More than half of the dialysis patients I see are type 2 diabetic – a few are type 1 (maybe 5 in a hundred) – it’s scary because when I see overweight people I think to myself if they don’t die first of heart disease they will be on dialysis. My advice now is to get our children outside playing and exercising – and watching their diets. Often fat kids grow up to be fat adults – AMEN – Peggy Harum RD, LD renal dietitian for more than 40 years
What to drink in place of the sugary stuff? Water is an excellent choice. Coffee and tea are also good calorie-free substitutes for sugared beverages (as long as you don’t load them up with sugar and cream). And there’s convincing evidence that coffee may help protect against diabetes; (33, 34) emerging research suggests that tea may hold diabetes-prevention benefits as well, but more research is needed.
In contrast, white bread, white rice, mashed potatoes, donuts, bagels, and many breakfast cereals have what’s called a high glycemic index and glycemic load. That means they cause sustained spikes in blood sugar and insulin levels, which in turn may lead to increased diabetes risk. (22) In China, for example, where white rice is a staple, the Shanghai Women’s Health Study found that women whose diets had the highest glycemic index had a 21 percent higher risk of developing type 2 diabetes, compared to women whose diets had the lowest glycemic index. (23) Similar findings were reported in the Black Women’s Health Study. (24)
Instead, opt for using honey as a sweetener, and pair with an unsweetened milk option over creamer. This will decrease saturated fat and carbohydrate intake while still providing flavor. Stick to 1 tablespoon of honey or less, which contains 15 grams of carbohydrates. Traditional coffee drinks can contain up to 75 grams of carbohydrates from added sugar, so this cuts it down significantly.
A healthy diet for prediabetes does not necessarily need to be low in carbohydrates. According to U.S. News and World Report rankings, the two types of diet for prediabetes and high cholesterol in 2018 are moderate diet patterns. A Mediterranean diet pattern is ranked first, followed closely by the Dietary Approaches to Stop Hypertension, or DASH, diet.
You can talk to your diabetes health care team about making any necessary meal or medication adjustments when you exercise. They'll offer specific suggestions to help you get ready for exercise or join a sport and give you written instructions to help you respond to any diabetes problems that may happen during exercise, like hypoglycemia (low blood sugar), or hyperglycemia (high blood sugar).
There are a few methods that can be used for diabetic meal planning. It is good to research more than one, but also important to remember that diabetic diet needs are going to vary based on your sex, age, activity level, medications, height, and weight. If you have not yet met with a registered dietitian, seek one out who can help you develop an individualized meal plan that will meet all of your specific needs.
If you’ve recently been diagnosed with type 2 diabetes, pay special attention.  Research on newly diagnosed type 2 diabetics coming to the Pritikin Longevity Center illustrate how profoundly beneficial early intervention can be.  Scientists from UCLA followed 243 people in the early stages of diabetes (not yet on medications).  Within three weeks of coming to Pritikin, their fasting blood sugar (glucose) plummeted on average from 160 to 124.  Research has also found that the Pritikin Program reduces fasting insulin by 25 to 40%.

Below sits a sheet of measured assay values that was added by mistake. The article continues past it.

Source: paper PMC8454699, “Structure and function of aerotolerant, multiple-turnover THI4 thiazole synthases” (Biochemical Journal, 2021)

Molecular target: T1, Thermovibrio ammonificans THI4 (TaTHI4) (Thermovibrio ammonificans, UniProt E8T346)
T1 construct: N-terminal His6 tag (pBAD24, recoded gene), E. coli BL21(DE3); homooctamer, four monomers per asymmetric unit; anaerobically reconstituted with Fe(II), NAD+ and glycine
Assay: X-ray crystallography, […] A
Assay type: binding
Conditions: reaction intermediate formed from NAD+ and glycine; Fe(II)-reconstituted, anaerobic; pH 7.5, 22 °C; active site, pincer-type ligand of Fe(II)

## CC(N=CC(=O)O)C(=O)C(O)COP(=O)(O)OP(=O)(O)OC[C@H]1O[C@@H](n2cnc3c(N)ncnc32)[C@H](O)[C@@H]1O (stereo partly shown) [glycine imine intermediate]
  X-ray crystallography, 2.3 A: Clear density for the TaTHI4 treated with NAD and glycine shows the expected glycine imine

In this country, we tend to over- do it on those. Most people do not enjoy measuring their foods or counting carbs. My favorite way to estimate portion sizes is to use the “Create Your Plate” method created by the America Diabetes Association. Simply use a disposable plate divided into three sections (one half-plate section and two quarter plate sections). The large, half plate section should be used for non-starchy vegetables, things like carrots, broccoli, or cauliflower. Place your lean meat or protein in one quarter-plate section, and your carbohydrate in the other quarter-plate section. You can practice designing your meal using this method on their website: http://www.diabetes.org/food-and-fitness/food/planning-meals/create-your-plate/
By definition, diabetes is associated with a fasting blood sugar of greater than 126 mg/dl. There is another group that has been identified and referred to as having impaired fasting glucose or prediabetes. These people have a fasting blood sugar value of between 110-125mg/dl. The main concern with this group is that they have an increased potential to develop type 2 diabetes when compared to the normal population. The actual percent increase varies depending on ethnicity, weight, etc.; but it is significantly higher, regardless of absolute numbers. In addition, it is known that people with impaired fasting glucose also are at increased risk for heart disease and stroke.
The medications only hide the blood sugar by cramming it into the engorged body. The diabetes looks better, since you can only see the blood sugars. Doctors can congratulate themselves on a illusion of a job well done, even as the patient gets continually sicker. Patients require ever increasing doses of medications and yet still suffer with heart attacks, congestive heart failure, strokes, kidney failure, amputations and blindness. “Oh well” the doctor tells himself, “It’s a chronic, progressive disease”.
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The majority of our dialysis patients lose kidney function completely – in other words they no longer urinate. So imagine what happens when they eat salty foods (not salt) – they get thirsty and drink – Then the dialysis treatment must try (only try) to remove the fluid they accumulate. It is true that high blood sugar also causes thirst – which I must keep in mind. I have many patients who rely on their PCP for advice with their insulin. They take the same amount of insulin regardless of their blood sugar – and the A1C remains elevated – I can’t change how they administer the insulin – but only recommend asking for a referral to an endocrinologist.